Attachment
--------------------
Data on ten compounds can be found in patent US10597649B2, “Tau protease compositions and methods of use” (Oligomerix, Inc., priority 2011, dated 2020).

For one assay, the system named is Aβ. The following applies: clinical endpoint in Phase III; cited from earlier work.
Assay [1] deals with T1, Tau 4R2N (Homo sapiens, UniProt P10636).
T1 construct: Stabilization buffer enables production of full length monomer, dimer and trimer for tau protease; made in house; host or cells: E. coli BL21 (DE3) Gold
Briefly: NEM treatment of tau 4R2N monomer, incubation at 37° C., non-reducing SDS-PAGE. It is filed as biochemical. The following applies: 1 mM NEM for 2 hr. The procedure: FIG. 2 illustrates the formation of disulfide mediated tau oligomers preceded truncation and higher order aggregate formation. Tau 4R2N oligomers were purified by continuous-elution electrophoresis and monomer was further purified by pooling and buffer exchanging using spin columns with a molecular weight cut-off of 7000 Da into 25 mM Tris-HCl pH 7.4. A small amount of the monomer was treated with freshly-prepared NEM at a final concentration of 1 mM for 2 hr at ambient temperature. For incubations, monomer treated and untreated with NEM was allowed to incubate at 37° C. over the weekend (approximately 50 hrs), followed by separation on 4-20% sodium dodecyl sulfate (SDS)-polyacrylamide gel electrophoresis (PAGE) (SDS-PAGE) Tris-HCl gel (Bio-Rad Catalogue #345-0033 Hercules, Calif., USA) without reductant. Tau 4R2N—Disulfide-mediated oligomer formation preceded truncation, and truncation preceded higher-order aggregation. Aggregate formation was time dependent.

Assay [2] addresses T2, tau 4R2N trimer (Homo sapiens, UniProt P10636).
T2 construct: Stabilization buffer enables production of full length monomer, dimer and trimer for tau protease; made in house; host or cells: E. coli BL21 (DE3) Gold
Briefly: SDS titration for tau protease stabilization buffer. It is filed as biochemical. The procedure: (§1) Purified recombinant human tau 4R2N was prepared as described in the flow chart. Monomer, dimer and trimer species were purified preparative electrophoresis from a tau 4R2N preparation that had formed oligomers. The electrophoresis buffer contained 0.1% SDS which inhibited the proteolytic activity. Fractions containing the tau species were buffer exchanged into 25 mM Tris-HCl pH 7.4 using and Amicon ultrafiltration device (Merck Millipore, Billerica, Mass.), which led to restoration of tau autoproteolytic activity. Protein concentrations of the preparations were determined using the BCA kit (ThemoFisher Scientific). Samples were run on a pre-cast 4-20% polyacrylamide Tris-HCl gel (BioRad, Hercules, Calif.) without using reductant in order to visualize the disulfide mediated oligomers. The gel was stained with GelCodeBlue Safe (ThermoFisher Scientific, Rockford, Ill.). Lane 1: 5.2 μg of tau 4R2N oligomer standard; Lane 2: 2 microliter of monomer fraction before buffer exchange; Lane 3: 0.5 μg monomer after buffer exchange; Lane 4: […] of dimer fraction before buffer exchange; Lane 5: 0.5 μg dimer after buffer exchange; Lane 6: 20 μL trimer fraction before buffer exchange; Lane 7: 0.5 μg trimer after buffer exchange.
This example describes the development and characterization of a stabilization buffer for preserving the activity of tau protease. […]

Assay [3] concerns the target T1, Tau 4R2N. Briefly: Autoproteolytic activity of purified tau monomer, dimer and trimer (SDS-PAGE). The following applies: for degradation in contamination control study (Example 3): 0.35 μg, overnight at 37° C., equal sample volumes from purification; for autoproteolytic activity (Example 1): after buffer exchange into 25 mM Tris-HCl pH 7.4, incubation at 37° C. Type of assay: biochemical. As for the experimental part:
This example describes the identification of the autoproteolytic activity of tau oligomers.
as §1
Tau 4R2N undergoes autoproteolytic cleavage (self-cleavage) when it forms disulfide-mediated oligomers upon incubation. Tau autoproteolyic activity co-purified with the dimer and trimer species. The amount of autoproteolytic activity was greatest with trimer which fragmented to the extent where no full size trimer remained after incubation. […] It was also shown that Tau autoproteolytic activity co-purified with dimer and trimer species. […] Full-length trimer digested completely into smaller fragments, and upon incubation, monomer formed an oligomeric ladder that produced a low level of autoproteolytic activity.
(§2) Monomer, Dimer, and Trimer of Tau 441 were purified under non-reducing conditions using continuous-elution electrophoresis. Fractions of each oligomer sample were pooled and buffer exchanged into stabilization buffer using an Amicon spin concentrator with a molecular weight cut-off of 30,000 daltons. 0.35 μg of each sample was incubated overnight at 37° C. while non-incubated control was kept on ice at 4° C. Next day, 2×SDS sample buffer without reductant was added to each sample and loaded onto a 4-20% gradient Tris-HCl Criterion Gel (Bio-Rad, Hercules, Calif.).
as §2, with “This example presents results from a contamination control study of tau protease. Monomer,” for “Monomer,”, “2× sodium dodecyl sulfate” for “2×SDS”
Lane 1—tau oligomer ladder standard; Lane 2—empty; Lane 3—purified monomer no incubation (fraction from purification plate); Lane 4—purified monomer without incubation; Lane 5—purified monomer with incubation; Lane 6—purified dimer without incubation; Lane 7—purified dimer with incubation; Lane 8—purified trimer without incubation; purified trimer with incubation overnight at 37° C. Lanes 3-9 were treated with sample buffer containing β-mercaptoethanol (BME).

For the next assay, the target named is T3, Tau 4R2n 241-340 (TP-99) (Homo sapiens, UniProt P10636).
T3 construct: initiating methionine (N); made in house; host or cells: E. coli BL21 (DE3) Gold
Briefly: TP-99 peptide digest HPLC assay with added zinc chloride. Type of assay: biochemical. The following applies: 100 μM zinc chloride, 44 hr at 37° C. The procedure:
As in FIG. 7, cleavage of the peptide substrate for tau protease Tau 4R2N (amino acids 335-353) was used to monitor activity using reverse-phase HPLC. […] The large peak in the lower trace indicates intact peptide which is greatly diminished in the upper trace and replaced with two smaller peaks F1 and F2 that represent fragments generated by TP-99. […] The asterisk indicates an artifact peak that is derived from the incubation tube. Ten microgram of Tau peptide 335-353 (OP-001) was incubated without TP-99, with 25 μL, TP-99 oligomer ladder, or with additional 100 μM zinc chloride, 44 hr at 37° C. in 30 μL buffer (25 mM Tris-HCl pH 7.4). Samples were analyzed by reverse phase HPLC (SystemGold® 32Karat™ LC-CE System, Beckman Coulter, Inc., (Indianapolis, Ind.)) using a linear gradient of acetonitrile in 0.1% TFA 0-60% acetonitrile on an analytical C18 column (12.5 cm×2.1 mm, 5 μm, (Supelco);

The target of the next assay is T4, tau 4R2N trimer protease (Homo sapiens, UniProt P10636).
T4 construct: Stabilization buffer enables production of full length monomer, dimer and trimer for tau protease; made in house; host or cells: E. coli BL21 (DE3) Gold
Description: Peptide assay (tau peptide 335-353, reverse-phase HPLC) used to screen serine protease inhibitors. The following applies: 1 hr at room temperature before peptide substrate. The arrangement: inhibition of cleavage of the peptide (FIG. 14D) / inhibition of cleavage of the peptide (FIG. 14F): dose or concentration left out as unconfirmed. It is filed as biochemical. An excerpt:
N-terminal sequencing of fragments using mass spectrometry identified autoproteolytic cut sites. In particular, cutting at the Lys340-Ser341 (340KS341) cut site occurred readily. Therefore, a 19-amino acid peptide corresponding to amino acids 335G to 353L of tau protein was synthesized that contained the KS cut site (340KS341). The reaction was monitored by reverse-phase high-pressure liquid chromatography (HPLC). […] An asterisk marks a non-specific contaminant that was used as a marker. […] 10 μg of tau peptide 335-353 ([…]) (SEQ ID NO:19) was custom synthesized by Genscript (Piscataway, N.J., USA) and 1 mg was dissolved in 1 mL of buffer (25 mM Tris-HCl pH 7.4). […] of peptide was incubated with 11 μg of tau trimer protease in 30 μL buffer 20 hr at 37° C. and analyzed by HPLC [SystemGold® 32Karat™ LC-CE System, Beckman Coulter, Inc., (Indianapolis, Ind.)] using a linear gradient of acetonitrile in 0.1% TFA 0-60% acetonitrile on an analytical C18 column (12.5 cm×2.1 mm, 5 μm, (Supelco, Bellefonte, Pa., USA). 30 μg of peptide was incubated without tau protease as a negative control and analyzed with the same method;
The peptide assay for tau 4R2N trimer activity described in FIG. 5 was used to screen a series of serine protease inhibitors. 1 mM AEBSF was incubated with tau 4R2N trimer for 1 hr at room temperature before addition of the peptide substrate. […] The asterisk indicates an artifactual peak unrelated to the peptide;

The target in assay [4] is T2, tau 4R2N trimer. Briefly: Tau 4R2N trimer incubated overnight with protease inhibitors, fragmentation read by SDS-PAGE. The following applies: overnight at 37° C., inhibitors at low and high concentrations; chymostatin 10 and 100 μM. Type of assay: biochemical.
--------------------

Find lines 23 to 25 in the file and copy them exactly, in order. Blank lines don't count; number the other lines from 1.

Description: Peptide assay (tau peptide 335-353, reverse-phase HPLC) used to screen serine protease inhibitors. The following applies: 1 hr at room temperature before peptide substrate. The arrangement: inhibition of cleavage of the peptide (FIG. 14D) / inhibition of cleavage of the peptide (FIG. 14F): dose or concentration left out as unconfirmed. It is filed as biochemical. An excerpt:
N-terminal sequencing of fragments using mass spectrometry identified autoproteolytic cut sites. In particular, cutting at the Lys340-Ser341 (340KS341) cut site occurred readily. Therefore, a 19-amino acid peptide corresponding to amino acids 335G to 353L of tau protein was synthesized that contained the KS cut site (340KS341). The reaction was monitored by reverse-phase high-pressure liquid chromatography (HPLC). […] An asterisk marks a non-specific contaminant that was used as a marker. […] 10 μg of tau peptide 335-353 ([…]) (SEQ ID NO:19) was custom synthesized by Genscript (Piscataway, N.J., USA) and 1 mg was dissolved in 1 mL of buffer (25 mM Tris-HCl pH 7.4). […] of peptide was incubated with 11 μg of tau trimer protease in 30 μL buffer 20 hr at 37° C. and analyzed by HPLC [SystemGold® 32Karat™ LC-CE System, Beckman Coulter, Inc., (Indianapolis, Ind.)] using a linear gradient of acetonitrile in 0.1% TFA 0-60% acetonitrile on an analytical C18 column (12.5 cm×2.1 mm, 5 μm, (Supelco, Bellefonte, Pa., USA). 30 μg of peptide was incubated without tau protease as a negative control and analyzed with the same method;
The peptide assay for tau 4R2N trimer activity described in FIG. 5 was used to screen a series of serine protease inhibitors. 1 mM AEBSF was incubated with tau 4R2N trimer for 1 hr at room temperature before addition of the peptide substrate. […] The asterisk indicates an artifactual peak unrelated to the peptide;